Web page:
September 6, 2018
By Kelly Davis, Director of Peer Advocacy, Supports, and Services
When life is challenging, many of us naturally turn to the people around us for support. It is often the simple act of sharing your experience with another person that provides serious relief. It helps us feel less alone and like someone else cares. Most of us know this is what we want for ourselves, yet, when people share their struggles with us, we often respond in ways that might discourage them from coming to us in the future.
When faced with someone else’s distress or any topic that makes us uncomfortable, it is common to have two less than helpful reactions. The first is to say or do nothing. Out of fear of saying the wrong thing or uncertainty about how they can help, people often avoid topics or even people. The second is to try to fix the person’s problems. Because it is painful to see someone they care about struggling, people offer solutions so quickly and emphatically that the person who reached out may feel like they themselves are problems. Whether someone is feeling ignored or feeling invalidated, a chance for connection is missed and may instead be replaced with feelings of isolation or being a burden on others.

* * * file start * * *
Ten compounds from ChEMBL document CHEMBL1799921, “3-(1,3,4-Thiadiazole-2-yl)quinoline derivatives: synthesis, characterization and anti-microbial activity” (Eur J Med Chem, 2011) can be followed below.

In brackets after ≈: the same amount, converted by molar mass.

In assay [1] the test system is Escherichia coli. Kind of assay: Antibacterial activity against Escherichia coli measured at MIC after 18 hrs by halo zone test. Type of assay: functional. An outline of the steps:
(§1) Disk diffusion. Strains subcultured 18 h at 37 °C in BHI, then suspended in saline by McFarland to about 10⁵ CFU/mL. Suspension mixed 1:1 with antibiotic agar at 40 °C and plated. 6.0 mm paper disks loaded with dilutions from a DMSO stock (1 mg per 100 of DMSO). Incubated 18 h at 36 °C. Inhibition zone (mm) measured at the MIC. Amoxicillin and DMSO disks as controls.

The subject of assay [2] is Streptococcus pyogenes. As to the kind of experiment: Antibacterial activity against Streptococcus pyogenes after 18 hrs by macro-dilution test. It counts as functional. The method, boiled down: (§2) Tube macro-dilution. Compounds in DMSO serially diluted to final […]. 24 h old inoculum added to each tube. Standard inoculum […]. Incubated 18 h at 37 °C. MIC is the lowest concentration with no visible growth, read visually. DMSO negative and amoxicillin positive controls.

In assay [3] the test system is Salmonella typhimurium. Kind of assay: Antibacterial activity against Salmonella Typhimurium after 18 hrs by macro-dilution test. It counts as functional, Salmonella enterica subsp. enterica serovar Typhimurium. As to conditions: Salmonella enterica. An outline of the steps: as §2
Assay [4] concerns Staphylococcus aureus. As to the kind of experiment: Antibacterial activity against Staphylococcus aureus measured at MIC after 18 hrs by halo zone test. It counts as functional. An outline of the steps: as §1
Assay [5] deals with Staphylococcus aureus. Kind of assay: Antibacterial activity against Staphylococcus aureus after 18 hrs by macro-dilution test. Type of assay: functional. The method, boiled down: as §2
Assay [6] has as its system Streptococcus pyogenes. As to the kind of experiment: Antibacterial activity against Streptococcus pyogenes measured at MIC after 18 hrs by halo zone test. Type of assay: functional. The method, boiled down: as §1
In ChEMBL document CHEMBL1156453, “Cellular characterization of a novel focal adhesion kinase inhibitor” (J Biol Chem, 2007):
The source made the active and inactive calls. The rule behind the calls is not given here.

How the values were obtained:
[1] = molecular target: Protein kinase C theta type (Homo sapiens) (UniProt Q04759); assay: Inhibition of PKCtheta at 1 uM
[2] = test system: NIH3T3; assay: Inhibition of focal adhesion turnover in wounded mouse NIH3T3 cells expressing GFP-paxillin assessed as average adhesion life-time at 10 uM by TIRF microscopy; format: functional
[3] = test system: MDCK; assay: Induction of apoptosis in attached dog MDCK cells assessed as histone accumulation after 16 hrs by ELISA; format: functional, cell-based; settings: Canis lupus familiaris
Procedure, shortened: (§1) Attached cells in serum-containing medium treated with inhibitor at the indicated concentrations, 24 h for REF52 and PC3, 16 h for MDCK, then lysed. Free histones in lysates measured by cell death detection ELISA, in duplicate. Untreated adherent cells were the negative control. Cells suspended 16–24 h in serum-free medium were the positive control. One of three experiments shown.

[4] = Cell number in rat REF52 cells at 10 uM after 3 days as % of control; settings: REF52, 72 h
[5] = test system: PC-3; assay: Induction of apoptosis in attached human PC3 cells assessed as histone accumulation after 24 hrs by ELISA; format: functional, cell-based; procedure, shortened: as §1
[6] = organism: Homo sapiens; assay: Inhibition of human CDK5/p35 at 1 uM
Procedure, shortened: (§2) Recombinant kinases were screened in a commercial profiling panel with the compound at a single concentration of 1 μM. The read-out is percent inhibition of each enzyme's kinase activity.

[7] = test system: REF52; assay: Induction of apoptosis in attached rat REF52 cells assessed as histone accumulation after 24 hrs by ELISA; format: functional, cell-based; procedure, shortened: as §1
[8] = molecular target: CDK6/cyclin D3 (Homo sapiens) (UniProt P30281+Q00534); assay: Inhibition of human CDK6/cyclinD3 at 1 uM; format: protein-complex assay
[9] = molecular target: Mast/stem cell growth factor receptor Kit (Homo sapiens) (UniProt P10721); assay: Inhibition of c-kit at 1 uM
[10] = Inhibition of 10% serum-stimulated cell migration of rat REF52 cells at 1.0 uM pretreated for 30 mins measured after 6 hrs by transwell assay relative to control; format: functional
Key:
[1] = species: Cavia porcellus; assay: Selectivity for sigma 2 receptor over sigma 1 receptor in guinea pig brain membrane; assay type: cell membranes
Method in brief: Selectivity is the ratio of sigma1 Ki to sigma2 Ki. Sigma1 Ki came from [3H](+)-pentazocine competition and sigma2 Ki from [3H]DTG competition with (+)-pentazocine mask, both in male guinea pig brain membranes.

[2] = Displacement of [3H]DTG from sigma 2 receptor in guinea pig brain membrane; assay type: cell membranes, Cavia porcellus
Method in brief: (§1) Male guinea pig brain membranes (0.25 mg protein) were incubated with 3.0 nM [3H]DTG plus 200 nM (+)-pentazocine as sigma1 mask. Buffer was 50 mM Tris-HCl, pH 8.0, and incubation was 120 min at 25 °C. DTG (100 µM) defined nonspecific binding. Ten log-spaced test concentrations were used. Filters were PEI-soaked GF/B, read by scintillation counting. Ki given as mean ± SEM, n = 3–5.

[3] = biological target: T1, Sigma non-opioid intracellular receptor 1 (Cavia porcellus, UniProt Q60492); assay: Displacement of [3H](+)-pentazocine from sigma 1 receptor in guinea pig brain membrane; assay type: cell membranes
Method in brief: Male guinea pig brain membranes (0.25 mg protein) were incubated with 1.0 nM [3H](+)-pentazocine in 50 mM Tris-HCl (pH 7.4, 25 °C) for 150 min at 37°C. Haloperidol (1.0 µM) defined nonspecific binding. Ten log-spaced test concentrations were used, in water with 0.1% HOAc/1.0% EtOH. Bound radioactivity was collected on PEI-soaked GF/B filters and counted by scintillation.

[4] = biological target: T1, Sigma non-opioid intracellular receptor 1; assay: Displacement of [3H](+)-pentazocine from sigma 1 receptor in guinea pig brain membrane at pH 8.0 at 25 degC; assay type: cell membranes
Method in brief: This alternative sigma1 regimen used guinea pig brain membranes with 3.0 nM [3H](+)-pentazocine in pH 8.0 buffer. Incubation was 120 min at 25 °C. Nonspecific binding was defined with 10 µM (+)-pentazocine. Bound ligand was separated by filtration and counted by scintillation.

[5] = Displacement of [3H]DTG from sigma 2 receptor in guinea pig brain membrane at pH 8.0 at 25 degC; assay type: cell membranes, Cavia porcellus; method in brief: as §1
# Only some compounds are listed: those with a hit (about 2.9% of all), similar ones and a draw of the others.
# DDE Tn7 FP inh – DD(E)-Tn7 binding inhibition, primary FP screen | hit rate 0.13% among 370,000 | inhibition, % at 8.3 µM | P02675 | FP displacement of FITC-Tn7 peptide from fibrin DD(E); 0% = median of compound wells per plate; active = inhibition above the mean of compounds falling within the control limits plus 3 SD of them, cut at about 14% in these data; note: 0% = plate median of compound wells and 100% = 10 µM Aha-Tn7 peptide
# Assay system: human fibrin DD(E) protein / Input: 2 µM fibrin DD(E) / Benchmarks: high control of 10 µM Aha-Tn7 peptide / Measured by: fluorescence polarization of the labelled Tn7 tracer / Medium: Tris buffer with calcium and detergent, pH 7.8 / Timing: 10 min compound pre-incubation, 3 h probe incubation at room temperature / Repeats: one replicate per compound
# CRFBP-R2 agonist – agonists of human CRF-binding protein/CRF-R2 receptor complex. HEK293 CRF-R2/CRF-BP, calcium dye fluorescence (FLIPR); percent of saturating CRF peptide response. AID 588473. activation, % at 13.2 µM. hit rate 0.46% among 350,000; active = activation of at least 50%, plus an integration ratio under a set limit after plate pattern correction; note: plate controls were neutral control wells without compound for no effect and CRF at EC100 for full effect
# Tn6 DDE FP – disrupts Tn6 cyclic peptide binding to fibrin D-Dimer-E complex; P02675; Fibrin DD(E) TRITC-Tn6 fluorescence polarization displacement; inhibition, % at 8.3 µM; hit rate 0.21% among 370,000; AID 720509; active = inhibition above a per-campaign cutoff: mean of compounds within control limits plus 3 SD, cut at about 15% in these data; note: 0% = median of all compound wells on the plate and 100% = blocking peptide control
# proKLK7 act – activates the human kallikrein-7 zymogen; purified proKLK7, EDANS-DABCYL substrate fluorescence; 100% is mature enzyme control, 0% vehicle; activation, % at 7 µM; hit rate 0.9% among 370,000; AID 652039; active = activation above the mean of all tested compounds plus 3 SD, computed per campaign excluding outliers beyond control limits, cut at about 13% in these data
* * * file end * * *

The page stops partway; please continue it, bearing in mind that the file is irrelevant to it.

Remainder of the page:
This is a great example of how the world can learn from what peer supporters have known for a long time. Instead of ignoring or trying to fix someone’s pain, peers hold space for whatever a person may be experiencing. They understand the importance of being seen, and they do not believe the person needs to be “fixed.” Through the presence of someone else and the validation of their experience, people can receive real support and move forward in whatever way they choose.
Sign up for the Center for Peer Support Newsletter.
Return to the Center for Peer Support.